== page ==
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Bernhard (4508)

https://www.xing ... hard_Schmalhofer

A freelance software engineer with experience in webapplications, databases and bioinformatics.

A contributor to Parrot and the person behind Pipp.

A physicist who worked with third sound in Helium-III and CCD X-ray detectors.

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Journal of Bernhard (4508)

Wednesday April 06, 2005
02:23 PM

First steps with ANTLR and Python

[ #24044 ]

I'm still trying to find the ultimate tool for implementing languages on Parrot. Never having to take a compiler construction class, and not really needing it at work, I'm not familiar with any of common parsing tools.

For now I'm getting down with ANTLR, trying to bring 'bc' to Parrot. 'bc' is actually a neat little language, I like it much better than 'm4'. The main purpose of 'bc' is of course the evaluation of arithmetic expressions. But there are also variables and subroutines. So 'bc' might be nice sandbox for playing with the PAST interface of Parrot.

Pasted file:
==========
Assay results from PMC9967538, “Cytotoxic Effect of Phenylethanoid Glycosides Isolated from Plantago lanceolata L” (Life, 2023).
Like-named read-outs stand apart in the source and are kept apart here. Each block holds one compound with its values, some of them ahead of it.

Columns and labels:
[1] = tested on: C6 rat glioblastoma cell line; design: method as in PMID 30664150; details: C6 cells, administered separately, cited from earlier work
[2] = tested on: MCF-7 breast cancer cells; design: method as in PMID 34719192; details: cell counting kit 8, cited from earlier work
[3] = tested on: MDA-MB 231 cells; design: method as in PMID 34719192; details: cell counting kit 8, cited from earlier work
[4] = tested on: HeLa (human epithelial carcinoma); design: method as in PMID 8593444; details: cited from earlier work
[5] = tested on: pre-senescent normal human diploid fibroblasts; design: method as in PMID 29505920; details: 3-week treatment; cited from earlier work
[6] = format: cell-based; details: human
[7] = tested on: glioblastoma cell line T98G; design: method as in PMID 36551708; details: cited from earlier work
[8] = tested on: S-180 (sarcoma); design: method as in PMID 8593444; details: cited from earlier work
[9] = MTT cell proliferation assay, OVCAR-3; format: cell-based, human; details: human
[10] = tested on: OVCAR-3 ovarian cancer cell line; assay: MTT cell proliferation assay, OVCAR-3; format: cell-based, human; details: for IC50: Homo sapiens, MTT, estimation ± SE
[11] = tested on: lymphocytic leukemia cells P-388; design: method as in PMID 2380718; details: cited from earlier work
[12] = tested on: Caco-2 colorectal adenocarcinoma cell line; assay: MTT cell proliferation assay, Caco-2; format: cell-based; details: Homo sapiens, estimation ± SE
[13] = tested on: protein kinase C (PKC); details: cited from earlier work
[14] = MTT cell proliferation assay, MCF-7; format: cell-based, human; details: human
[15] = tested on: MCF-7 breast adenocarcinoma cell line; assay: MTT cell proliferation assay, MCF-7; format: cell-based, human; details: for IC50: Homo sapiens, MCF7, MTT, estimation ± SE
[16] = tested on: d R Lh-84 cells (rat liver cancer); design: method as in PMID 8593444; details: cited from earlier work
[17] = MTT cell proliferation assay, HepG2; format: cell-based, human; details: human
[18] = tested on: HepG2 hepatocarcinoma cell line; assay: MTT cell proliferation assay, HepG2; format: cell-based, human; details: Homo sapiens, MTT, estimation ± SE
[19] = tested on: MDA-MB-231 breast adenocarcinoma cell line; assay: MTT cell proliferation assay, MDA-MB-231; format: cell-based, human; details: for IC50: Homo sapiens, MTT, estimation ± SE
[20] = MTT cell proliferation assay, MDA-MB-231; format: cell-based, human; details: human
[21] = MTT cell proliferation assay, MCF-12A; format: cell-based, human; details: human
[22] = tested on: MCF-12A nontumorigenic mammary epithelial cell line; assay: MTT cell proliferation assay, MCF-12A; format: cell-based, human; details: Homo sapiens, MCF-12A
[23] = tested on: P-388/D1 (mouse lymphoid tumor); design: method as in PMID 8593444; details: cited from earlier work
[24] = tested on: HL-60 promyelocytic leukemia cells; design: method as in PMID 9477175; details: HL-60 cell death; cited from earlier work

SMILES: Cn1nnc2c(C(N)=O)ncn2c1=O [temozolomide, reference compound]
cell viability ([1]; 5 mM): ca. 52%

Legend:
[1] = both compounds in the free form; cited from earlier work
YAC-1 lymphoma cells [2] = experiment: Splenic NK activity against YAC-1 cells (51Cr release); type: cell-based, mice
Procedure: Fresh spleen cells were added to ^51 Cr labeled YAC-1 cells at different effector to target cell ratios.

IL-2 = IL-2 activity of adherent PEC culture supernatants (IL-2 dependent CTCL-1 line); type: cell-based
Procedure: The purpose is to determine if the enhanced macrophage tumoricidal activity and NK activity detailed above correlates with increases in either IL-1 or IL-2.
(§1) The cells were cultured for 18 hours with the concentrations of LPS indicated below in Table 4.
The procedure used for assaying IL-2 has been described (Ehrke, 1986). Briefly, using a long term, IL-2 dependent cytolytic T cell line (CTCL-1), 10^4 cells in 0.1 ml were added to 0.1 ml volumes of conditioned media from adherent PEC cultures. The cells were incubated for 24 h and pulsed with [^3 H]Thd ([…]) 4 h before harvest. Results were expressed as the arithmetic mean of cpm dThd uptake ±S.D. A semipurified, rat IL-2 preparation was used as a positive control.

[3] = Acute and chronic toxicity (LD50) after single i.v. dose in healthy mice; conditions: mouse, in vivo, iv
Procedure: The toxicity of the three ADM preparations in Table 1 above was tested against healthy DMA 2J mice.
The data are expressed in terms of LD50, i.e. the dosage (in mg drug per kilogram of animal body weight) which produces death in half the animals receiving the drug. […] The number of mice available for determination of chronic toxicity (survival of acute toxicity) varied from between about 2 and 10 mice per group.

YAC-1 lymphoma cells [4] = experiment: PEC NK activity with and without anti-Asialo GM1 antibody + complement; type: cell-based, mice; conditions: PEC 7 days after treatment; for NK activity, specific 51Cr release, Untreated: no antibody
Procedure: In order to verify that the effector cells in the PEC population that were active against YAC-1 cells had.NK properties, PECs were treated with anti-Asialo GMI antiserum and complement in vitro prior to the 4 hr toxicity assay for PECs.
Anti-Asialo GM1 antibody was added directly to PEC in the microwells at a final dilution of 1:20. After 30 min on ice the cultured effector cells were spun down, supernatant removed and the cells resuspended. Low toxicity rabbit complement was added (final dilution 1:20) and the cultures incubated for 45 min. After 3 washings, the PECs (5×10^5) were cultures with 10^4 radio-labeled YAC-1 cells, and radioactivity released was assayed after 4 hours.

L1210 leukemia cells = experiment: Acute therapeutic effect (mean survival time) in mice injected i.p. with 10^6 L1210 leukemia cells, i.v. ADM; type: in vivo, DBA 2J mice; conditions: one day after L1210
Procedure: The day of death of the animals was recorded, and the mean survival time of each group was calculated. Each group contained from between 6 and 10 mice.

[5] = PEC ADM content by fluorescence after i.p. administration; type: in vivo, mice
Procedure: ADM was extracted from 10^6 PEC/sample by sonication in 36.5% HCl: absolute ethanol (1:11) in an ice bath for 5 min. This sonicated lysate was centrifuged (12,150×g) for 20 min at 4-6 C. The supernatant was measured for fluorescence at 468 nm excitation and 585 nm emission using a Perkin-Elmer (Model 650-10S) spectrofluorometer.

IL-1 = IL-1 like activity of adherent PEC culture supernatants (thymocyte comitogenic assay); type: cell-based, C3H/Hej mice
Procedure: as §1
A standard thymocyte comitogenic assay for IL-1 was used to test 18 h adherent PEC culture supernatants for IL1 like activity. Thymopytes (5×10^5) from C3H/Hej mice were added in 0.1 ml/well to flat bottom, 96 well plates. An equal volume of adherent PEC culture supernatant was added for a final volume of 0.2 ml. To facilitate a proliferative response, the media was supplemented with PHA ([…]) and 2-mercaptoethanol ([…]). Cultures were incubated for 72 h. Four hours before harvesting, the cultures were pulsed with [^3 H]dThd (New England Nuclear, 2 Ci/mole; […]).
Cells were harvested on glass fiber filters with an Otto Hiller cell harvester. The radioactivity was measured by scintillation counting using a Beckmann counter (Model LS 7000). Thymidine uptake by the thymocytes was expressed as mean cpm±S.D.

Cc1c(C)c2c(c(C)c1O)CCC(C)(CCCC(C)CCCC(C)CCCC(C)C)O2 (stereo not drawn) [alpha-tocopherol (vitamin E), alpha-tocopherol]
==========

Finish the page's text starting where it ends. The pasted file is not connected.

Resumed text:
ANTLR looks very good to me. Like with lex/yacc a syntax definition is transformed into code for lexers and parsers. The pros are

  • Mature, with lots of documentation and examples
  • Lexers and parsers in a variety of languages

The cons are:

  • No Perl5 backend
  • No Perl6 backend

The nice thing is that Abstract Syntax Trees are easily constructed. With a little syntactic sugar, on can specify which tokens are to be ignored and which tokens introduce subtrees. The generated AST can be processed with TreeParsers.

With ANTLR 2.7.5 Python code generation has been added. So I decided to do some baby talk in Python. The Python syntax is very regular and easy to learn, but I miss the human touch from Perl and Ruby. The whole indentation business makes me feel rather confined. I like hitting '%' in vim!

So ANTLR is thumbs up, and Python is thumbs down.

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  • I should think that Parse::RecDescent would be powerful enough to parse bc, and of course the Perl backend would not be an issue. :-)
    • Sure,but a couple of things speak against PRD:
      • The last update was 2 years ago
      • Not a large user base
      • AFAIK, no direct support for generating ASTs
      • AFAIK, no TreeParser
      /* */
      • The first point shouldn't matter. Parse::RecDescent is very good. -- The three others are true, however, and afaik (at least the user base isn't as large as ANTLR's one.)